PLoS ONE is an open access peer-reviewed scientific journal published by the Public Library of Science (PLoS) since 2006. It covers primary research from any discipline within science and medicine. All submissions go through an internal and external pre-publication peer review but are not excluded on the basis of lack of perceived importance or adherence to a scientific field. The PLoS ONE online platform has post-publication user discussion and rating features. PLoS ONE was launched in December 2006 as a beta version. It launched with Commenting and Note making functionality, and added the ability to rate articles in July 2007. In September 2007 the ability to leave "trackbacks" on articles was added. In August 2008 it moved from a weekly publication schedule to a daily one, publishing articles as soon as they became ready. In October 2008 PLoS ONE came out of "beta". Also in September 2009, as part of its "Article-Level Metrics" program, PLoS ONE made the full online usage data for every published article (HTML page views, PDF, and XML downloads) publicly available.

Publisher
Public Library of Science
History
2006--present
Website
http://www.plosone.org/
Impact factor
4.411 (2010)

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Tool reveals facial expressions of common marmosets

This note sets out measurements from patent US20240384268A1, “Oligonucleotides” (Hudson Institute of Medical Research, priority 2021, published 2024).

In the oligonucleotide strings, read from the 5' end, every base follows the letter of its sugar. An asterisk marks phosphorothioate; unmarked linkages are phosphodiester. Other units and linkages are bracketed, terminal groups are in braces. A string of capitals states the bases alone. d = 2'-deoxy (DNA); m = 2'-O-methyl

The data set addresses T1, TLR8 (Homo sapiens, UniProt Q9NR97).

How could a human mother tell that her child is upset? Humans can distinguish the meanings of facial expressions of our fellow species either explicitly through speech or implicitly by context.

A type of wasp that cannibalizes its sibling larvae

A pair of researchers at Kobe College has found that in one species of wasp, cannibalization of sibling larvae is common. In their study, published in PLOS ONE, Yui Imasaki and Tomoji Endo describe the insects and what they ...

What's in your weed? You might be surprised

Labels like indica, sativa and hybrid—commonly used to distinguish one category of cannabis from another—tell consumers little about what's in their product, and could be confusing or misleading, suggests a new study ...

Asking for ideas boosts collective action

Members of minority groups can boost collective action by seeking the ideas and perspectives of fellow group members, new research shows.

10-minute meditation could help reduce Brexit polarization

In a new study, a brief, audio-guided, befriending-themed meditation reduced affective polarization between people on the "Remain" versus "Leave" sides of the U.K.'s Brexit referendum. Otto Simonsson of the Karolinska Institutet ...

What makes some creatures more afraid of change than others?

Humans are undoubtedly altering the natural environment. But how wild animals respond to these changes is complex and unclear. In a new study published today, scientists have discovered significant differences in how the ...

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